No matter what happens, the show must go on. In any performance, the audience and patrons expect nothing but flawless lines, spectacular delivery, and a perfect show worth every penny they paid for. Your whole career as a performer rests on this one performance that took a lot of time, money, and effort to produce. One wrong move, one wrong line delivered, and the whole performance may end up in disaster. It’s a nail-biting, hair-ripping situation that can make even a veteran performer go crazy.
Anyone who had performance anxiety will tell you that it’s far worse than a typical case of stage fright. Performance anxiety is a very common fear, and is experienced by novice performers and veteran thespians alike. While some people can cope with performance anxiety just fine, some people become really nervous to the point that they cannot perform because of the pressure. If you’re afraid you’ll blow the performance of your life, here are some ways to get rid of that anxious and stressful feeling.
Signs of Performance Anxiety
Here are some tell-tale signs that you’re suffering from performance anxiety:
* Even if you’ve memorized your lines weeks or even months in advance, you start to forget your lines just before the performance.
* You focus more on the audience instead of doing your part in the production.
* Before your performance, you start sweating profusely, have mild chills, and get shivers and tremors.
* You suffer from maladies like dry mouth, diarrhea, constipation, and incontinence when the performance date nears.
Put the Performance in Perspective
Some people think that the performance is everything, and that one wrong move will result in the kind of utter failure that they’ll carry for the rest of their lives. If you take the performance too seriously, you’ll end up thinking that you’ll carry the burden of a failure for the rest of your life. Yet if you take the performance too lightly, you may even end up being the cause of the failure.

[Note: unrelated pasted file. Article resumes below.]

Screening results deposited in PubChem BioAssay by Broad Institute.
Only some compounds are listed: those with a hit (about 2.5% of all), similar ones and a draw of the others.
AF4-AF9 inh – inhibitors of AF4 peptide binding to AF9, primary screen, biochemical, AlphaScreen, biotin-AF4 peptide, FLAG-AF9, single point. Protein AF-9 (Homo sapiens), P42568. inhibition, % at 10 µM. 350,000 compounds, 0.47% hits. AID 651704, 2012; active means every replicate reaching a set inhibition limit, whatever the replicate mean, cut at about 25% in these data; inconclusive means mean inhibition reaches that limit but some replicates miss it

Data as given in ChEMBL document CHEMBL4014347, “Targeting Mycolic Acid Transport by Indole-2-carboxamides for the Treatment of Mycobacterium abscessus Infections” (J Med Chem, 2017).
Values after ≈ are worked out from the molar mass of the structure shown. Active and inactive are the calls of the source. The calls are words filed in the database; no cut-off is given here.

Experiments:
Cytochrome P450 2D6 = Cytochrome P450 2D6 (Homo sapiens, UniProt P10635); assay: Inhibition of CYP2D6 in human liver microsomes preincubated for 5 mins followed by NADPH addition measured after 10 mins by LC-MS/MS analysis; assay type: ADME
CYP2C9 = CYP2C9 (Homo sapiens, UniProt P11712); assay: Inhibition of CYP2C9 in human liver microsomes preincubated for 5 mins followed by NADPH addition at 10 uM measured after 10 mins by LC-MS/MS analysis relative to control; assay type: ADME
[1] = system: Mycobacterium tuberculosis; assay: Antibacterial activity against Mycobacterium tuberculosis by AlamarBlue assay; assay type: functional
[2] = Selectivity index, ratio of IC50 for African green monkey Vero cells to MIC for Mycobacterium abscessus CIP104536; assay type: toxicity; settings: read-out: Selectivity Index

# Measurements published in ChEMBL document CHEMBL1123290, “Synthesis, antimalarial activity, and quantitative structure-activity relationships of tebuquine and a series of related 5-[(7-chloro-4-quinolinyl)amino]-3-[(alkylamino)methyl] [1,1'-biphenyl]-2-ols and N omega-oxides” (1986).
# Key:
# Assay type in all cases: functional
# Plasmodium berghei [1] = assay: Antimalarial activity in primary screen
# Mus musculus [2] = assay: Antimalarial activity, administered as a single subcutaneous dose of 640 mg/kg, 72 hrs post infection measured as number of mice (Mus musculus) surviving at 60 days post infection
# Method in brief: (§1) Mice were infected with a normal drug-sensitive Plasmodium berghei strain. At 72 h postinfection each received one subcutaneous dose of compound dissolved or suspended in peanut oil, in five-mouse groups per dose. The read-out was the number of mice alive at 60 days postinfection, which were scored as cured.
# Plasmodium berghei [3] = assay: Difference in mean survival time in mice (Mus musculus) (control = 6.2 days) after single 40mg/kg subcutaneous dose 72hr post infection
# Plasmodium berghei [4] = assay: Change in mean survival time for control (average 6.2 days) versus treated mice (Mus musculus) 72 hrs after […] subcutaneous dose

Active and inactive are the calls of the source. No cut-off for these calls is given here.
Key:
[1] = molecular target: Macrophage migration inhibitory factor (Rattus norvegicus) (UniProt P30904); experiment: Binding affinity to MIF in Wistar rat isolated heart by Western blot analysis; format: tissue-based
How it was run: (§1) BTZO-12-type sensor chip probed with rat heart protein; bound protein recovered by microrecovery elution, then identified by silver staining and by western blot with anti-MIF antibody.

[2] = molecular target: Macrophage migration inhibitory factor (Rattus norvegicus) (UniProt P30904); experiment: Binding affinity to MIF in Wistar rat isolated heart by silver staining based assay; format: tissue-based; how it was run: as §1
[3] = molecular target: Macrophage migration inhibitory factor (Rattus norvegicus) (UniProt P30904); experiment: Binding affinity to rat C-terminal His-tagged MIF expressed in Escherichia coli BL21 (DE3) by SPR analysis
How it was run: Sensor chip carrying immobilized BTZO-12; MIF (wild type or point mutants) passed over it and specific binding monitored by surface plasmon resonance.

Without perspective, the performance will not be what you always expected it to be. Your life does not have to revolve around the performance. You have other things to do besides performing, and you have a lot more performances to look forward to after you’re done with a play or a concert. If you commit yourself to the performance and put your best foot forward, you don’t have to worry about missing out on lines and steps.
Concentrate on the Performance
One of the things that make performances very tricky is the audience itself. Even veteran stage performers find themselves intimidated by the audience from time to time, especially if it’s a major production. There are always audience members and patrons who will watch your every move, critics who will either praise or pan your performance, and friends and family who will watch you give the performance of a lifetime.
Instead of being very nervous about giving the performance of a lifetime, it’s much better if you pay attention to the performance itself. People paid good money to see you perform, and not to watch them observe you. The more you concentrate on the performance, the less conscious you would be of the crowd reaction. Save the reactions for the standing ovation you’re going to get afterwards.
Use the Fourth Wall
As a performer, your place is on the stage, not with the audience members. While it’s important to integrate audience involvement or participation in your performance, the stage is the best comfort zone you can possibly have. That’s why there’s a “fourth wall” that protects the performer from the audience.
Instead of an open theater, think of the stage as an enclosed space, and that the performance and actual production is your dry-run or final rehearsal. Think of the fourth wall as just that: an invisible wall that you can’t see through.